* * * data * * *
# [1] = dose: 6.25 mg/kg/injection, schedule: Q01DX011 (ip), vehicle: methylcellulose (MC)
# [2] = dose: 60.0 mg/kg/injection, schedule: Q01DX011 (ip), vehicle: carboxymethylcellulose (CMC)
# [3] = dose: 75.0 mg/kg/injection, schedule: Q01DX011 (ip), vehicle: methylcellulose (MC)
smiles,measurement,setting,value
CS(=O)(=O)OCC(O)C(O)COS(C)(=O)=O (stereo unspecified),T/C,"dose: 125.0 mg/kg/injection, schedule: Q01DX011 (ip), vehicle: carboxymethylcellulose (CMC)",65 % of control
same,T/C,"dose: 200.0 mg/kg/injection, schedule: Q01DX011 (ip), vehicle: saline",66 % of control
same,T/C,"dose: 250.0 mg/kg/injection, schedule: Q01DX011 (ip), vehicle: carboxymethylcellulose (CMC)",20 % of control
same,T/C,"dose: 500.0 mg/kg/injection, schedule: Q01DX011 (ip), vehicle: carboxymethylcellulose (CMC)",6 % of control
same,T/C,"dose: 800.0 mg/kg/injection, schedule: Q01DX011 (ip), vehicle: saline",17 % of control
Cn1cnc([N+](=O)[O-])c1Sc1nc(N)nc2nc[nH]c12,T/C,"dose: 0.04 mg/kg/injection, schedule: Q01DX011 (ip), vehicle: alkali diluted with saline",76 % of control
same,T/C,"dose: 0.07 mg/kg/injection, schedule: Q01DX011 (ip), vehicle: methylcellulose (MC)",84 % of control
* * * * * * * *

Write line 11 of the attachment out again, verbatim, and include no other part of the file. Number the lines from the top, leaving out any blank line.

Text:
same,T/C,"dose: 0.07 mg/kg/injection, schedule: Q01DX011 (ip), vehicle: methylcellulose (MC)",84 % of control